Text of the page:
All of the features I listed above are NetFlix's advantages over Hulu, and from my perspective - Hulu can only offer one advantage. It's free. However, you do get what you pay for, and it's annoyances for me are due in part to differences in the level of service. Movie industries are a far harder sell for licensing rights than television studios partially due to the well established and accepted existing rental and box office systems - and partially due to the much faster rate for new content existing in television. This is a niche and exploit that Hulu can capitalise upon - because they can get new episodes of television shows for distribution as soon as the studio releases them - perhaps even the same day. Netflix's system, however, relies on DVD releases of entire seasons at a time. So in this regard, if you miss an episode of your favorite show - you're far more likely to turn to Hulu than wait for the season to end and the DVD to be released - at which time Netflix would acquire rental licenses.

I would be interested in seeing a comparison between the business models broken down into real numbers and rationalizations to see who actually profits more per video streamed.

To be honest though, I don't even know if Hulu really sees Netflix as a competitor or puts the slightest considering of their model into their establishing their own. Irregardless, my opinion of Hulu stands. I think they are a botched experiment trying disparately to retain their sustainability by emphasizing their niche strength. The major networks who invested in this experiment will likely continue to push it's success until it either does establish itself in this niche successfully or until the cost of it's failure is recognized as an unnecessary expenditure which is costing them more money than it saves by dissuading piracy.

Insofar as the Alien commercial - it's just a catchy commercial that, whether you like it or hate it, inspires you to give a damn enough to form an opinion about it and remember their and product. Some of the most seemingly universally loathed and annoying commercials have proven to be successful advertising - simply because it draws your attention.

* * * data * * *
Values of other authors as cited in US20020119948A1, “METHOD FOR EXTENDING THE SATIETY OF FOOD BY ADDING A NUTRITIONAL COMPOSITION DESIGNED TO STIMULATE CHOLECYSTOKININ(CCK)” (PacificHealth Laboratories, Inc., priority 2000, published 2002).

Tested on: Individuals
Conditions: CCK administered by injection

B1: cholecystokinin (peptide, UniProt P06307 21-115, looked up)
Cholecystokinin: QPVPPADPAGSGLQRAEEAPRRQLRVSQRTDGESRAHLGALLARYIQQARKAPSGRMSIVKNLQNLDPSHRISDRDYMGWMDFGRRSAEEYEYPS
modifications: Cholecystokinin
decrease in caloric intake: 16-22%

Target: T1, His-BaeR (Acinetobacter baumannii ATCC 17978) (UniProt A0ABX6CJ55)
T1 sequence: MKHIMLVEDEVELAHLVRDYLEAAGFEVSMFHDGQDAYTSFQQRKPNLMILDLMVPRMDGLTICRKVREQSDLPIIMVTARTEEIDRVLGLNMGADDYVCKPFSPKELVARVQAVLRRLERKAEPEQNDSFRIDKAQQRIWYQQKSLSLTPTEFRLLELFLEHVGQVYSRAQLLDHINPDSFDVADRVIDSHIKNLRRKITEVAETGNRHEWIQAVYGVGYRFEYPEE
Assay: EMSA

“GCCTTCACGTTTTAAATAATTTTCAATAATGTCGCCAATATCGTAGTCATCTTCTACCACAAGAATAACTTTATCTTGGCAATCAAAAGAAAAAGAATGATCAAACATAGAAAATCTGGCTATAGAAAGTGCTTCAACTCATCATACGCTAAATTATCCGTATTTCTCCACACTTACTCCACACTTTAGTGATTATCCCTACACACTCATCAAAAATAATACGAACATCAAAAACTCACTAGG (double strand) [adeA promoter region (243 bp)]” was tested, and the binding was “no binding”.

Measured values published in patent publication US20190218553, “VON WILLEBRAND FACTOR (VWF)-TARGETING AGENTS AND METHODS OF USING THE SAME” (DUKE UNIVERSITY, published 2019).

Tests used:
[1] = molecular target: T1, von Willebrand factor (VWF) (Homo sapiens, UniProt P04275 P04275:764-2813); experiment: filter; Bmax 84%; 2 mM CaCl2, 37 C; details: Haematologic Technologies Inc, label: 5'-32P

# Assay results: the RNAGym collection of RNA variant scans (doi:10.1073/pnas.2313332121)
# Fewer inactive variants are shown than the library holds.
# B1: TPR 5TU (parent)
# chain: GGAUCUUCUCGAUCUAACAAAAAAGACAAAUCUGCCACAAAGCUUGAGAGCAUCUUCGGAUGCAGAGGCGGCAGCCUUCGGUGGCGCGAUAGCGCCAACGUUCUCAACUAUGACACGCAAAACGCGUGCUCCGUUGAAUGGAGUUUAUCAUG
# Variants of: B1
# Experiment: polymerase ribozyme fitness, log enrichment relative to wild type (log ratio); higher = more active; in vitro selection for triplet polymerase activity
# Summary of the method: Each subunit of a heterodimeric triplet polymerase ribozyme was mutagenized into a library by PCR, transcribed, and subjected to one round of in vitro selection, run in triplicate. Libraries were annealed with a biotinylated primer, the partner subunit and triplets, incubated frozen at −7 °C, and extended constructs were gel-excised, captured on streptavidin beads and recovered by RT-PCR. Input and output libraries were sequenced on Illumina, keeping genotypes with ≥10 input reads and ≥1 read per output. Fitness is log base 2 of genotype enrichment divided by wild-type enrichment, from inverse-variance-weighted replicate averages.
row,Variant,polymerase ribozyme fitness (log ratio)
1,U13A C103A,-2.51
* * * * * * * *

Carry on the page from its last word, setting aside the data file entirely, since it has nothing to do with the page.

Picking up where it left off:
They're not really aliens, they're not cleverly disguising some silly arbitrary space law whereby they have to tell us they will rape our species and eat our children before they invade - regardless of whether or we can stop them, they don't really eat brains, and they're not pulling a bait & switch, They're simply trying establish a model of distribution that reduces piracy by catering to their customers desires for on-demand content, meanwhile manufacturing costs, etc - yet still garners them a respectable return using the time-honored model of advertiser revenue rather than monthly fees. Claiming it's free is only the so called icing on the cake. It gets more people to check it out, and inevitably see the commercials.

posted on May, 4 2009 @ 03:45 PM
Are they really aliens out to get us? No, it is just a marketing campain. Nothing more, nothing less. It must be a pretty good one at that as it seems to have everybody talking about hulu now huh?

I can go on TV and say I am big foot. But I am not. People will say or do anything to sell a product. That is what is going on here.

Claiming they are all aliens surely grabbed YOUR attention didn't it?

posted on May, 4 2009 @ 06:03 PM
Regardless of your preference for the commercials, you do have to kind of sit back and marvel at the elegance of it. It seems to me that it's geared to be cute and cheeky enough for those who recognize it for what it is - but also presented in a way that mocks people who actually might think it is all a government/alien scheme to control us. To continually goad this small niche community has kicked up a bit of attention towards the drama - and lurkers observe the paranoid rantings like patrons to the circus side-show.

If they planned for this to be both a mainstream AND viral campaign at once - whoever created the concept is a genius. Viral marketing is very hard to pull off. Some have done it masterfully (I Love Bees: Halo 2), and some are so laughably bad that "An epic failure becomes an epic win" as an offensively obvious and bad viral campaign generates so much backlash, that initial losses from angry consumers are compensated over the long term due to the sticking power of the brand name the controversy caused. Sony is notorious for failed viral campaigns, but one - the "I wanna PSP for Christmas" rap actually succeeded due to the interest generated by how badly it failed.

I think the jury is still out on the final verdict, but I'd call the Hulu viral/MSM ad a success.

posted on May, 4 2009 @ 07:42 PM
reply to post by DaMod

Those ads raised a chuckle from me. Kinda makes me wish we actually got HULU outside of the U.S! But that guy in that last vid you posted....hoo-boy...I watched that, thinking it was tongue in cheek, but then I watched his "Watchmen" vid....and that guy is a complete nutter!!! He makes some ridiculous claims which he really shouldn't when it's obvious he either didn't understand or didn't pay full attention to the movie...really, I wouldn't believe a thing that guy says! A sensationalist of the worst kind...